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Frequently Asked Questions

What is the difference between a trademark and a copyright?

A trademark is a name, logo or slogan that identifies a product or service as coming from a particular source. It must be associated with goods for sale or services provided. 

A copyright protects original expression of an idea. That expression must be tangible, such as a written or recorded song, text, visual art and even computer code. To be original, it needs to not be an obvious organization of things and not be copied. There is much more to it, obviously, but the thing to remember about copyright is that it cannot be copied, and it protects the expression (the how) not the idea itself (the what).


Do I need an attorney to file for a trademark registration?

You can file for a trademark registration yourself online, and the US Patent and Trademark Office (USPTO) has provided lots of information on how to do it. If you have a simple one, this could be a good option. However, it is easy to make mistakes that cannot be undone by amendment, and the USPTO does not refund your filing fee if you do. Having an attorney helps you choose the right mark to begin with, negotiate all the rules and regulations to get your registration, and will track the various deadlines for you , as well as be able to answer all your questions along the way. The filing fee for trademark application, per class of goods or services, is now at least $225, and that fee is lost if you make an uncorrectable mistake or if you have chosen a mark that is unregistrable in a way that a trademark attorney could have foreseen. In addition, Office Actions which require an official response within a deadline are usually issued, and a trademark attorney will often help respond to those within the cost of the initial engagement if there is a flat fee.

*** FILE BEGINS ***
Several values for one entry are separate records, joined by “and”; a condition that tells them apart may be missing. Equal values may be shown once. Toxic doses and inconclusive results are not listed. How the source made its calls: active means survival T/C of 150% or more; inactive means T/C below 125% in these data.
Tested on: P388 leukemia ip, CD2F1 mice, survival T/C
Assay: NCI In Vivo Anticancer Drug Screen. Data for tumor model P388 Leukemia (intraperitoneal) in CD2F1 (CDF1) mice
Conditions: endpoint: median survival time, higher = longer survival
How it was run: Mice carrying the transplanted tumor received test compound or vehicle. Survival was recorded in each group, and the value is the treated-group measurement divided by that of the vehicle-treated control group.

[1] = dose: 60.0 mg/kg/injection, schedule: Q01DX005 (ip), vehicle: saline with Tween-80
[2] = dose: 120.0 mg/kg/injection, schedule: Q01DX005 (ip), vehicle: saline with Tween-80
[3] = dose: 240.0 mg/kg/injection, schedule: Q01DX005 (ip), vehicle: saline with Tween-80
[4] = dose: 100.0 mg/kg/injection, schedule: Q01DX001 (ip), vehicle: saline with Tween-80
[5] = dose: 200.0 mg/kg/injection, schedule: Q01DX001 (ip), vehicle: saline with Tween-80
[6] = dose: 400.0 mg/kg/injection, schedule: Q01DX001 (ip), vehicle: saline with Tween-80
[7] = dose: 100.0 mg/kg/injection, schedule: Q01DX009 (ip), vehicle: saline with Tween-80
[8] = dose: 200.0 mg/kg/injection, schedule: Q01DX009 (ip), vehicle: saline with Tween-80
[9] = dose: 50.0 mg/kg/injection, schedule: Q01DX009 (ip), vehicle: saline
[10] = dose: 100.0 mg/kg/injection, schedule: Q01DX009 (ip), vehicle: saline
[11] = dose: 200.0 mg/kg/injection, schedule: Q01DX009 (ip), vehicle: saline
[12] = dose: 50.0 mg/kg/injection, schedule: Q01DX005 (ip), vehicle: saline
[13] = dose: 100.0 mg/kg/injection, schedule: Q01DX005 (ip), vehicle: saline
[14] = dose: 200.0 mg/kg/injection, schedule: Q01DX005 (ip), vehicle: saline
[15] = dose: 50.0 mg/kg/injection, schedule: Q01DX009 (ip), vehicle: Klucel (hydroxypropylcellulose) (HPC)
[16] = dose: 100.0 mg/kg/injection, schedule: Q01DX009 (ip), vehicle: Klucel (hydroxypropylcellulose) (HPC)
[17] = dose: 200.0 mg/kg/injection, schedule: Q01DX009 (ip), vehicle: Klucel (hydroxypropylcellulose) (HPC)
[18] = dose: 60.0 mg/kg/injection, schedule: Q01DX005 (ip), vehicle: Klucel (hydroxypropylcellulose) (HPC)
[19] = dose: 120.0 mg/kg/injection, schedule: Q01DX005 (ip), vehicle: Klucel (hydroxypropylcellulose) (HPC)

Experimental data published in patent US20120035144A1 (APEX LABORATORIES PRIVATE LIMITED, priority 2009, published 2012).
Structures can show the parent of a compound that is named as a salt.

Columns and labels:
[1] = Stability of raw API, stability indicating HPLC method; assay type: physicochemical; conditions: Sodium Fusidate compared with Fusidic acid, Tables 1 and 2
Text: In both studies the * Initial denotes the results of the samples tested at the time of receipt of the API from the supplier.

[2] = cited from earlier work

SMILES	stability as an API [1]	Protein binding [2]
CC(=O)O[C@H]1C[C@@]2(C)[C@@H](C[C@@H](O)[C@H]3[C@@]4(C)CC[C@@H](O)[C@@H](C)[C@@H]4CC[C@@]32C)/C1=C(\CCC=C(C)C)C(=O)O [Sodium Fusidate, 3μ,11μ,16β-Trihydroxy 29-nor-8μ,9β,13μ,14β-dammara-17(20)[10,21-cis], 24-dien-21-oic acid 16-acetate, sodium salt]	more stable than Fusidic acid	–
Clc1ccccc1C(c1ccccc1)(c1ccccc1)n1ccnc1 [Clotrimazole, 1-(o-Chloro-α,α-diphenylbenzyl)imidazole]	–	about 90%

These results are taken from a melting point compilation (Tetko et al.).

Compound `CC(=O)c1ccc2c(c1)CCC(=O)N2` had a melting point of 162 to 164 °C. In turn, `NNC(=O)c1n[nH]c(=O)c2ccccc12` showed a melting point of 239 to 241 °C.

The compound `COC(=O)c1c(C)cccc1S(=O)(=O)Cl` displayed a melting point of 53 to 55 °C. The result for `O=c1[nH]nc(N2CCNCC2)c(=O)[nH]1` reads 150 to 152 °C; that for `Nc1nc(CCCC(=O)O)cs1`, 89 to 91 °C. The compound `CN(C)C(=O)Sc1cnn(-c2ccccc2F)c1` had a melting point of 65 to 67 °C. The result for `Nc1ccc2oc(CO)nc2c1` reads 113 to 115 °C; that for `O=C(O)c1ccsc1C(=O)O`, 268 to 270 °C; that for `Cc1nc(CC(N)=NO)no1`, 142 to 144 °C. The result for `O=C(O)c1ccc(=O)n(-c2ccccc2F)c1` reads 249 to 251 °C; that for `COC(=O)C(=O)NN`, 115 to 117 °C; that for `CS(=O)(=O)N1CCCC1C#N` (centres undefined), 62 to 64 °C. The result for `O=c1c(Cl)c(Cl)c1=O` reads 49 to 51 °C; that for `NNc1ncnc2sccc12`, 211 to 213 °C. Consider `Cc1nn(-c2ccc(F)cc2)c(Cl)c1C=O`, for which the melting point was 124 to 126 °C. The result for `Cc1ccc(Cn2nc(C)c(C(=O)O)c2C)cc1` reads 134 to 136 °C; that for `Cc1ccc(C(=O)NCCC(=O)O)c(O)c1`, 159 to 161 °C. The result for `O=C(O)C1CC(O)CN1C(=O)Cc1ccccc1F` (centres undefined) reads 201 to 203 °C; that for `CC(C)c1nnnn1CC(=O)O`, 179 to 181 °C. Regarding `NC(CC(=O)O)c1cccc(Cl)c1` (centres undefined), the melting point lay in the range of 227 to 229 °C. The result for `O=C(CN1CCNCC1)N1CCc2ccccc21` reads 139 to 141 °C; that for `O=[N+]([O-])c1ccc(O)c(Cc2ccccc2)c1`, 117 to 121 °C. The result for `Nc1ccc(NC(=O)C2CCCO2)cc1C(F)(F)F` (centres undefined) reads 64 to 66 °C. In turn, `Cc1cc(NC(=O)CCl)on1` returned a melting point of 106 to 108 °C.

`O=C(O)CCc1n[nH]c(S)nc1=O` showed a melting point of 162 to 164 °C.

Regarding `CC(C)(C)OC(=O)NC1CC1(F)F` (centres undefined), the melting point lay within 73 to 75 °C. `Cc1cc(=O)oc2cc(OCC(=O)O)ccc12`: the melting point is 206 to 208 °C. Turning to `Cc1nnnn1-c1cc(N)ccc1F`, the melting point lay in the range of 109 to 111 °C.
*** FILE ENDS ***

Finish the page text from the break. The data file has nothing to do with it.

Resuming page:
Can I trademark any word I want?

Despite what news stories about celebrities would have you believe, you definitely cannot trademark any word you choose. Trademark law prohibits the registration of marks for a whole list of reason such as marks that are merely descriptive, likely to cause confusion with another previously used mark, merely geographively descriptive, or misdescriptive. There are more, but you get the idea. Also, the mark must be associated with the sale of good or service and used in commerce. Someone cannot just monopolize a phrase they like unless it meets all those criteria, and a few more.


How long does it take to get a registration?

It usually takes about a year for an application based on use, as it takes a while before an application is examined, then there is time to respond to Office Actions, then it is published with an opposition period, followed by registration issuance. If the application is filed based on an intent to use in commerce, it can take longer, as the proof of use will need to be filed and examined as well. That being said, I’ve filed some perfect ones that went through in six to seven months, but that’s about as fast as it gets. However, the USPTO makes it easy to track your application’s progress and acts quickly once the application gets in front of a person.


If I spell my mark a different way, is it then okay to use?

No, under trademark law, the spelling, pronunciation and pluralization of a mark doesn’t necessarily matter at all. The mark cannot be confusingly similar to another mark already in use, and it can still be confusing even if there are some obvious differences in a side by side comparison. There is a rich body of law surrounding analyzing likelihood of confusion, but the simple answer is that an addition or change in the mark is not a “get out of jail free” card.


If I mail something to myself, is that as good as a copyright registration?

No, it’s not. It’s possible that an unopened envelope enclosing some copyrightable work could prove the work existed before another work existed, but that’s all. Since copyright registration is very economical, is easy to do online and does actually confer meaningful legal presumptions, I’d spend my time and money on a real registration. Unlike trademark registration applications for which I recommend using an attorney, copyright registrations can easily be done by individuals for just the cost of the filing fee.


If I change part of something I want to use, does that avoid copyright infringement?

Once again, no. There is no magic percentage of change that avoids copyright infringement.  The general rule is if you are copying it, you are probably infringing it. If you didn’t make it, you don’t own it or have the right to use it without permission.



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